Ask anyone and the answer will always be the same. Ask a traditional marketing person that what are the channels that you should be employing as part of your promotional push and their answer, rehearsed over a thousand times, will include words like print, TV, radio, direct mail, commercials, and PR.
But then again, these folks must have heard of social media and the awesome power it has over influencing decisions of people to make a direct purchase. Social media is the new frontier to do direct-to-consumer conversions. People are glued to their computers, tablets and smartphones these days and that makes social media marketing the perfect foil that replaces traditional marketing methods.
As someone who practices their craft on social media, here are some preconceptions that people need to challenge regarding social media marketing.
1. The Internet. It really has changed the whole marketing landscape.
If you are not leveraging the power of the internet, you are doing it wrong. If your customer base seems low, and you want to change it for the better, an online presence is necessary, crucial even to your business bottom line. The internet has brought with itself a paradigm shift and no one is immune to its effects. Not you, not your customers and certainly not your business. Get on the online bandwagon people. It waits for no one.
2. Do people even buy magazines off newsstands or watch TV anymore?
Yes and no. The definite answer to this is mixed at best.
For brand managers and other marketing folks, it is crucial to know if people are tuning in to that sports event of the century. Or are they watching the news on TV or Twitter? Are people spending more time consuming content online rather than those of the printing press variety.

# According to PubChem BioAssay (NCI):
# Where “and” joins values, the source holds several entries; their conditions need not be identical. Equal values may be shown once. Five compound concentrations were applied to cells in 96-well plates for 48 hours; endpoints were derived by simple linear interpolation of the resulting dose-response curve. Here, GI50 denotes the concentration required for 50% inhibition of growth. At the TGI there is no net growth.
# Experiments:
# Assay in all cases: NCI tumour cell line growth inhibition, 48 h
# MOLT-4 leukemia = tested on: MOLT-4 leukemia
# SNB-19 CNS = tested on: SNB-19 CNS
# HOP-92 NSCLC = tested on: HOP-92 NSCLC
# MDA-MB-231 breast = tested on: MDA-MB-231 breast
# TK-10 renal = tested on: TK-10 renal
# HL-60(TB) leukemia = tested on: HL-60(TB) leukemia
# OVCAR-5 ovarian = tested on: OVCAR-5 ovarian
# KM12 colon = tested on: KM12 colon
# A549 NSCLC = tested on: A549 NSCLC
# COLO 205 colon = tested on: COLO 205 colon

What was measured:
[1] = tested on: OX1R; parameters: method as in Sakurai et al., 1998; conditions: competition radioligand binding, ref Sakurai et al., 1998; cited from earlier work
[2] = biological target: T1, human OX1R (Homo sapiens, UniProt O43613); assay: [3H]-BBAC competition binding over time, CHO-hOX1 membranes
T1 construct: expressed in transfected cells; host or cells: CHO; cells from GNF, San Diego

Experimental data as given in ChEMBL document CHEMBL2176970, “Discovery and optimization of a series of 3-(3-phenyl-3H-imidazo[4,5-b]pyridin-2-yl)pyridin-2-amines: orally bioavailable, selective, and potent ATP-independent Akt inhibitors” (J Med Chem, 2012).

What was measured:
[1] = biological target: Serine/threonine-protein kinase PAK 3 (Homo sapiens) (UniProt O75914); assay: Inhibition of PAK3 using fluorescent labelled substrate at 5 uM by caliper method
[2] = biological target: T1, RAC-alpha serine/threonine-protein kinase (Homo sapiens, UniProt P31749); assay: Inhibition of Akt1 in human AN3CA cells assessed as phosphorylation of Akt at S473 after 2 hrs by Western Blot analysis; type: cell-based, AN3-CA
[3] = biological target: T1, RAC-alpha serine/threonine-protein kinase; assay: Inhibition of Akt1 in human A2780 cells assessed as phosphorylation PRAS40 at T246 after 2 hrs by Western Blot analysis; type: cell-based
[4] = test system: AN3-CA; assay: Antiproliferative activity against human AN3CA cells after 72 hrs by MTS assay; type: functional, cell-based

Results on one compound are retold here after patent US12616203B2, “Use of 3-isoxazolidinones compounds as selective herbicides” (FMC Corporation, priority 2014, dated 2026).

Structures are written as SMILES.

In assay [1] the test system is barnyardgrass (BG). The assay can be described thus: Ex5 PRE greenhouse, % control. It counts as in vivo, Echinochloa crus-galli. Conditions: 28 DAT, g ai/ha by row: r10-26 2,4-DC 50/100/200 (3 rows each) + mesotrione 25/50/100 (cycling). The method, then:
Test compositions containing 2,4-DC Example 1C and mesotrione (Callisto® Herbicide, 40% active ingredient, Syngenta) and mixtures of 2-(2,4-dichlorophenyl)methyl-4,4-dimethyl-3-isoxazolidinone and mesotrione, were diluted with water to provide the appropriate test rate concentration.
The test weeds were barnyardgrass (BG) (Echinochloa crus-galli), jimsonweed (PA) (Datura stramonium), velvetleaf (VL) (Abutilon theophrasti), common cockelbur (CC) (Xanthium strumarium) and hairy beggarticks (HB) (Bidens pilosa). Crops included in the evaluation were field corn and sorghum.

Commercials are still relevant. Look at the Superbowl results. They speak for themselves with their million+ viewership. In fact, this is just the tip of the iceberg if you consider how viral the ads aired during the Super bowl go once unleashed on social media.
The truth is, for now traditional media co-exists side by side with social media, so social media managers should do well to keep their brand promotion options open.
3. Social media conversations are the new case studies.
Once upon a time, a brand used to come out with case studies, detailing how their products/services have a phenomenal effect on someone‚Äôs life.
They were, for lack of a better term, one-sided. It was not rocket science to deduce that white papers were dripping with corporatism at best. How were customers to know how credible and trust worthy these stories were?
Enter social media, and the need to join the conversation of the day. Brands could now directly interact with customers, taking care of their needs, requirements and produce a master class display in maintaining good PR. After all, with all eyes on you and how you deal with consumers, which tend to have a magnanimous effect on public perceptions.